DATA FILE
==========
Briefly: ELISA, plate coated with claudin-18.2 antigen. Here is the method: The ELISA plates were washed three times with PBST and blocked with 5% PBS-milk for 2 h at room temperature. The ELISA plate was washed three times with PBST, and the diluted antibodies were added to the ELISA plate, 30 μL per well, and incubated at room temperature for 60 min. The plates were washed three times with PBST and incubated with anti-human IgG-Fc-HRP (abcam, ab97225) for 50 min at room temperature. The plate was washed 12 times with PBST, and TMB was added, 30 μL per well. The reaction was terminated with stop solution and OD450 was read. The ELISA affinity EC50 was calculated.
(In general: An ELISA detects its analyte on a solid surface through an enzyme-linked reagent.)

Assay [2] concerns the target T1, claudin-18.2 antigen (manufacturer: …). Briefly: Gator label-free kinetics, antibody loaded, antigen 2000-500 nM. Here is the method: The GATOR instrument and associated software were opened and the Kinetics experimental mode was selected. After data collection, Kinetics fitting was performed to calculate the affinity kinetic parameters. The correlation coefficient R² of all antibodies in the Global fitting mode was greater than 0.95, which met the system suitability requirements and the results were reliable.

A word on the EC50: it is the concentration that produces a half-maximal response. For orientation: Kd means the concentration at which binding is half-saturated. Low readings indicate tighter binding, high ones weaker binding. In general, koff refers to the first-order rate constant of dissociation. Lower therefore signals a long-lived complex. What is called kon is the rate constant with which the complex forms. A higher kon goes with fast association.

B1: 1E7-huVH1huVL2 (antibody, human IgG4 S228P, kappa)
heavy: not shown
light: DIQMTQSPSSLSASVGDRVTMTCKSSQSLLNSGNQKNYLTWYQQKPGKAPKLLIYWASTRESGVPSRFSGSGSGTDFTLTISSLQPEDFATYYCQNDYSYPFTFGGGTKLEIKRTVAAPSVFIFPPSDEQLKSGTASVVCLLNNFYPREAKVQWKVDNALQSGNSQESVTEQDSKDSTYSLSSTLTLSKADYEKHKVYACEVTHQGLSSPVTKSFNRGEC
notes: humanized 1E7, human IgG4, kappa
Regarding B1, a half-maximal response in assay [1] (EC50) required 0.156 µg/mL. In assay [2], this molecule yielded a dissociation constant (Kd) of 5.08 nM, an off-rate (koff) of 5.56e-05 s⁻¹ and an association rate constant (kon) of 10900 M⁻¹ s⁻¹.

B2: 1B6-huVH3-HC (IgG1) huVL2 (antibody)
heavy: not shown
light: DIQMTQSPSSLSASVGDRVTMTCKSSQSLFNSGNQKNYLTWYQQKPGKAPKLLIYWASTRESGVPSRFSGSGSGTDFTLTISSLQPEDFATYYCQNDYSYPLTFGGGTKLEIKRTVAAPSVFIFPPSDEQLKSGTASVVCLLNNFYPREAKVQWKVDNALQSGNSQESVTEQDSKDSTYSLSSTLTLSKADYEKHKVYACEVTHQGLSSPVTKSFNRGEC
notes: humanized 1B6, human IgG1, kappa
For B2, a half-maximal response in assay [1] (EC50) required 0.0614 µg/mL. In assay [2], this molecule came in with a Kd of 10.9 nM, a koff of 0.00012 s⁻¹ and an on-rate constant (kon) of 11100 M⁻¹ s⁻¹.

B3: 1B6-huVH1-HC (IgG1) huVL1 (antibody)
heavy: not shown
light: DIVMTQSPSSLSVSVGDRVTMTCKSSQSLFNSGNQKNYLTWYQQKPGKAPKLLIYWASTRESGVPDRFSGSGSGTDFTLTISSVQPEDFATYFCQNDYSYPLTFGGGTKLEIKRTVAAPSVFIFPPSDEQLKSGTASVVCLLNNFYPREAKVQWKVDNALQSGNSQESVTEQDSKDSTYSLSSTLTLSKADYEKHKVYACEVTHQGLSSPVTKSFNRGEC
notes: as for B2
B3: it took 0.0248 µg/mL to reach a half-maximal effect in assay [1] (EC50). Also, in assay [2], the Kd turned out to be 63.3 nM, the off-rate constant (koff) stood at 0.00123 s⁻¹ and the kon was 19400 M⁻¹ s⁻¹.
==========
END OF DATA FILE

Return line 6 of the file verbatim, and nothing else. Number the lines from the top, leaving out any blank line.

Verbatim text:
heavy: not shown